Free college, a Green New Deal, Medicare for All, a federal jobs guarantee: each of these sweeping social programs are being proposed by Democrats running for president in 2020. The conservative response to each of these has generally been that they cost too much, and that there’s no way that the government could ever responsibly pay for any of these (let alone all of them). Beyond that, the right argues that injecting the trillions of dollars into the economy would likely start to cause inflation, and then throws in a comment about Venezuela.
And under the prevailing economic thought in the United States, this would be true. Congress currently operates on a pay-as-you-go system (known as PAYGO) where all increases in spending must be offset by cuts somewhere else in the budget — effectively preventing the creation of a large, expensive federal program. While it makes sense that Republicans support this fiscally conservative policy, Democrats inexplicably back it as well. Upon taking control of the House, Democrats passed a rules package that included PAYGO, with only three Democrats voting against (Reps. Alexandria Ocasio-Cortez, Tulsi Gabbard and Ro Khanna).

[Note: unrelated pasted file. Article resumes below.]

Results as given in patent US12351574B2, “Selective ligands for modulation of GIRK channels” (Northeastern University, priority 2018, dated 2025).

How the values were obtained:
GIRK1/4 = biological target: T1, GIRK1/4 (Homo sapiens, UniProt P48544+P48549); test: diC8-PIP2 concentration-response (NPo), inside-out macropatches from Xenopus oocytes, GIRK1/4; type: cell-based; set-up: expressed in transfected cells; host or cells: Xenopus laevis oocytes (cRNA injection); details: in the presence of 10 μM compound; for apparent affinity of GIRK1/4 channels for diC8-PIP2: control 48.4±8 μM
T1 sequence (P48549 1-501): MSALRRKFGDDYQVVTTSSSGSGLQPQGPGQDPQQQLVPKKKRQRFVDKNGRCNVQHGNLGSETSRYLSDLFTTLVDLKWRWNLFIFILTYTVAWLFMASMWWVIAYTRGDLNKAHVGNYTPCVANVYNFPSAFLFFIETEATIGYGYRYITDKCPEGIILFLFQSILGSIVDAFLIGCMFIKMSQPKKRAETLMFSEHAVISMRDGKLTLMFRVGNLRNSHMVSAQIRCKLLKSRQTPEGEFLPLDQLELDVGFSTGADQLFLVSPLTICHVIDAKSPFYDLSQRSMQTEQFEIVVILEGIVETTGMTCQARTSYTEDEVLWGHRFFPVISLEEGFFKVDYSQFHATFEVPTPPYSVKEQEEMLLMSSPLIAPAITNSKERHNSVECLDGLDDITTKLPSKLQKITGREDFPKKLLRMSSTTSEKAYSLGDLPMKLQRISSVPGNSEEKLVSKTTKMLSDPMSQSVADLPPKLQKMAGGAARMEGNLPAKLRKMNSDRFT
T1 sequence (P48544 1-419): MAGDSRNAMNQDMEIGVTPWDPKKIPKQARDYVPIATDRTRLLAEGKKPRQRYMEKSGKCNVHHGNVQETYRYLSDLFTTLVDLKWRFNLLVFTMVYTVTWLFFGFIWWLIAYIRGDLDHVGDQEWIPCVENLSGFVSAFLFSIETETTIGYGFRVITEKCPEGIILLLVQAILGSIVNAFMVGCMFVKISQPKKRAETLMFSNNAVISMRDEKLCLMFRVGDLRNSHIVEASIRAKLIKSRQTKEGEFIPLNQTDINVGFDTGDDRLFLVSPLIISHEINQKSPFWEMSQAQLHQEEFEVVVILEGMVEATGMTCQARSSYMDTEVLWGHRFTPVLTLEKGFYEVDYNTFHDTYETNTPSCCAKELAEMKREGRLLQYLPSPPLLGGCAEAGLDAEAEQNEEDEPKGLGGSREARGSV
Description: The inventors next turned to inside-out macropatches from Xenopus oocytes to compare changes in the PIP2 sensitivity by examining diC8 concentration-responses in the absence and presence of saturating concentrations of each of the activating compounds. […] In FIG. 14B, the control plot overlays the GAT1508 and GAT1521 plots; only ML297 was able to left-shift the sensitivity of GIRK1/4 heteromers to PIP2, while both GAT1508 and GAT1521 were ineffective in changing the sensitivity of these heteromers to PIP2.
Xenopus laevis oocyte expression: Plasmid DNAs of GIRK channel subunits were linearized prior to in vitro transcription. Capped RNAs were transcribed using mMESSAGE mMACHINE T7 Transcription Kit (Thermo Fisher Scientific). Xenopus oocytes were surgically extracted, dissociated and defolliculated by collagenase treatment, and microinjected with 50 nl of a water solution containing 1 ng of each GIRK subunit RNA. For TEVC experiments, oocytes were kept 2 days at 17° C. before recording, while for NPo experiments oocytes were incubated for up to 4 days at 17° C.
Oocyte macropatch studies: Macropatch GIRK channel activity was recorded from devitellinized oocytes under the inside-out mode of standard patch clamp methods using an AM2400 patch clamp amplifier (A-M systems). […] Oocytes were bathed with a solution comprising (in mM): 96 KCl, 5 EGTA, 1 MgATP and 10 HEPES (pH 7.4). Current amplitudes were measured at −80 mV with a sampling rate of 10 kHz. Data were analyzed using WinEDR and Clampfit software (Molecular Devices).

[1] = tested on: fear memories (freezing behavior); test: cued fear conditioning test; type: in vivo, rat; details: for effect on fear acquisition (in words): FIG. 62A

PHOTO COURTESY OF AMERICAN BULLION
Instead of perpetuating fiscal policy which prevents Democrats from pushing their very own agenda, progressives should support, well, progressive monetary policy. It’s true that injecting enough money into the economy would cause inflation — although it’s difficult to tell how much money, besides that the number is likely in the trillions — but instead of shying away from the problem, Democrats can just as easily solve it. Instead of using the Fed to fight inflation, (which it has done impressively well, considering the size of the Republican tax bill) legislators can attack the root cause of inflation: too much money in the economy.
The question then remains of how to take the money out: significantly raising taxes on the middle class would be counterproductive to the goals of the social programs. The top one percent on the other hand, owns approximately 40 percent of all wealth in the U.S., providing a vast amount of money for the government to tap to reduce inflation. A wealth tax such as the one proposed by Sen. Elizabeth Warren (D-Mass.) could easily correct inflation, with the added benefit of contributing towards greater income equality. But instead of embracing fiscal policies that help them advance core progressive legislation, almost all Democrats continue to repeat the conservative talking points in favor of PAYGO.
Ryman is a sophomore Political Science major with a minor in History, Environmental Studies, and Theatre.